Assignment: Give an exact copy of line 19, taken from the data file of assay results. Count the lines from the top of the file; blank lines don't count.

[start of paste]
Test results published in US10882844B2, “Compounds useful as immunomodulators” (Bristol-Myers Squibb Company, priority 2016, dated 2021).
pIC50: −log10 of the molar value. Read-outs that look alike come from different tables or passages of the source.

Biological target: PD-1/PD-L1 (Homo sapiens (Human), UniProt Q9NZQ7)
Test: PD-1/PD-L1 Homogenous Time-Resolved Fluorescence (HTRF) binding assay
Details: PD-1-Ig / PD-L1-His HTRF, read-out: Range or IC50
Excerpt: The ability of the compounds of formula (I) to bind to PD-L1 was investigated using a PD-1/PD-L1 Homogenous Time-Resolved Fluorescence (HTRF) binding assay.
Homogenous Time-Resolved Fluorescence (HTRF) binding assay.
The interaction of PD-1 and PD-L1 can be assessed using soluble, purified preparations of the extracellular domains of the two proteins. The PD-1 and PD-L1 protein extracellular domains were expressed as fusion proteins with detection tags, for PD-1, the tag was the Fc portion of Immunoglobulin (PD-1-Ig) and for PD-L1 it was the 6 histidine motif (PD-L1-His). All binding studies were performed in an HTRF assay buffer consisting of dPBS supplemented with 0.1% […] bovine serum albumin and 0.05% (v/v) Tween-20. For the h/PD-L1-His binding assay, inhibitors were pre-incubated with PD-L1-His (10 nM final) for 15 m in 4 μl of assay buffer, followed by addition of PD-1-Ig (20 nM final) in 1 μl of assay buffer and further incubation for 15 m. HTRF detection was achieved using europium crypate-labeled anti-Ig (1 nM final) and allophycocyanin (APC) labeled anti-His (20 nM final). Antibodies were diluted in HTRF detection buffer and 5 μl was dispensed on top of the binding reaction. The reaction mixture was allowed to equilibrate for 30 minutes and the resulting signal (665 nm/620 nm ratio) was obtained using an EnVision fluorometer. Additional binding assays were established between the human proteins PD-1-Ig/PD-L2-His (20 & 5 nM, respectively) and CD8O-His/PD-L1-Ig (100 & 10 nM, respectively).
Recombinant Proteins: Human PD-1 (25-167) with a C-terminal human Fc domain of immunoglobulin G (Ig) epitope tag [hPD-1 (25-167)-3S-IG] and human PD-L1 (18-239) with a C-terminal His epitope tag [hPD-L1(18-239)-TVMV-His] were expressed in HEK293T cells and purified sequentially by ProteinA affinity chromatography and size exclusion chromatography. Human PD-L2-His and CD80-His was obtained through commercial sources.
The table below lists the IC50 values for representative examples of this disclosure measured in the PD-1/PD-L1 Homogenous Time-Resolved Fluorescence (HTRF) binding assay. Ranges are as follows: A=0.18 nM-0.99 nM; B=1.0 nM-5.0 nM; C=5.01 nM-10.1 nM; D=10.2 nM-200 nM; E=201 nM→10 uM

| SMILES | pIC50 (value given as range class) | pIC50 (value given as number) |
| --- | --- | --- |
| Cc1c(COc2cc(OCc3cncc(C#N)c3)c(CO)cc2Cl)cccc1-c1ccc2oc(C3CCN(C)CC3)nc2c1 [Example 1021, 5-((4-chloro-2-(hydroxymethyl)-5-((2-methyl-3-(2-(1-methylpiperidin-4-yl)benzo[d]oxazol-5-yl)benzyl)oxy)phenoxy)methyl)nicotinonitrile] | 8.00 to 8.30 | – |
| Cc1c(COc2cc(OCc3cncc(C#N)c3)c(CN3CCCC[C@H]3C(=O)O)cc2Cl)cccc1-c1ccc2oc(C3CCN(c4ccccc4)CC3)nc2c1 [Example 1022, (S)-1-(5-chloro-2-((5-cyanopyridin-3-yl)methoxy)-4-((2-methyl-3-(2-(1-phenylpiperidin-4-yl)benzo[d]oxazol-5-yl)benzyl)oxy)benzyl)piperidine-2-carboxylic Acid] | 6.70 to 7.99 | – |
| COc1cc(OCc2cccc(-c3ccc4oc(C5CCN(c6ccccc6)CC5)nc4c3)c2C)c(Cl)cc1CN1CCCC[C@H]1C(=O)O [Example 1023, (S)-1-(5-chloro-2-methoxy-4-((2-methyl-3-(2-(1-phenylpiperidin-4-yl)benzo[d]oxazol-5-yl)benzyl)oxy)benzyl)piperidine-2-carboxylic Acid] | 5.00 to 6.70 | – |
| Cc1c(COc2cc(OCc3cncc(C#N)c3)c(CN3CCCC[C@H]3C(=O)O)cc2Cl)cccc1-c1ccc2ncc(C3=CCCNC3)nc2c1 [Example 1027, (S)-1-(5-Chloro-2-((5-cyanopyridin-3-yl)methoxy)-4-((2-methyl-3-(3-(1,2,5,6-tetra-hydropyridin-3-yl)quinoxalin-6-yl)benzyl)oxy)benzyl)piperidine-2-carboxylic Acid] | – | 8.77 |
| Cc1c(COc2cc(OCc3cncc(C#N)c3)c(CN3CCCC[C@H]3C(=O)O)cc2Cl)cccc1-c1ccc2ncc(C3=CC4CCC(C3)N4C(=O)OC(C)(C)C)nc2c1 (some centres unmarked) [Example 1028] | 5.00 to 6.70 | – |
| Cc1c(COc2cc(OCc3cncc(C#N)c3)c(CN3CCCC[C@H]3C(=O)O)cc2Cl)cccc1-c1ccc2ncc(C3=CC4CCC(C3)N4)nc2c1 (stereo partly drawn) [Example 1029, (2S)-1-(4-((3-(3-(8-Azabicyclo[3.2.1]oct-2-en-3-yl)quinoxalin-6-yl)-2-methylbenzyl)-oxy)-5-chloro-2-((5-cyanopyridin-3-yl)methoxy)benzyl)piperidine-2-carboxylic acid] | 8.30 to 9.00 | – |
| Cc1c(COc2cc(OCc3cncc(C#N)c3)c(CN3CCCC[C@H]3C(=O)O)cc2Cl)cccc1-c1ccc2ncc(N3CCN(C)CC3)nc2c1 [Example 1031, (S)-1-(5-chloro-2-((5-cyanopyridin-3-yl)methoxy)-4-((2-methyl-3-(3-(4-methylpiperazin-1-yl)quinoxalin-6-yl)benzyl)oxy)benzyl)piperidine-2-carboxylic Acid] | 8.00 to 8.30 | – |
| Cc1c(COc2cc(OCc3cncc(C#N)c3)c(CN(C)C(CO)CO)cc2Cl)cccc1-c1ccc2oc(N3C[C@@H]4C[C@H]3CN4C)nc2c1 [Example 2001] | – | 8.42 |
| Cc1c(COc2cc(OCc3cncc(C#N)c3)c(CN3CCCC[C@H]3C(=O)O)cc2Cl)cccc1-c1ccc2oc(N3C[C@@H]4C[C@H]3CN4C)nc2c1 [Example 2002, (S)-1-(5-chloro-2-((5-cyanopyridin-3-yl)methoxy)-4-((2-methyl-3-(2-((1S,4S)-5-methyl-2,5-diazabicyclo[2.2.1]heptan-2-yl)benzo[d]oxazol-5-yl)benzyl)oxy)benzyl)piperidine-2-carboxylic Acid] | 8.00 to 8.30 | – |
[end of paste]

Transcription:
| Cc1c(COc2cc(OCc3cncc(C#N)c3)c(CN3CCCC[C@H]3C(=O)O)cc2Cl)cccc1-c1ccc2ncc(N3CCN(C)CC3)nc2c1 [Example 1031, (S)-1-(5-chloro-2-((5-cyanopyridin-3-yl)methoxy)-4-((2-methyl-3-(3-(4-methylpiperazin-1-yl)quinoxalin-6-yl)benzyl)oxy)benzyl)piperidine-2-carboxylic Acid] | 8.00 to 8.30 | – |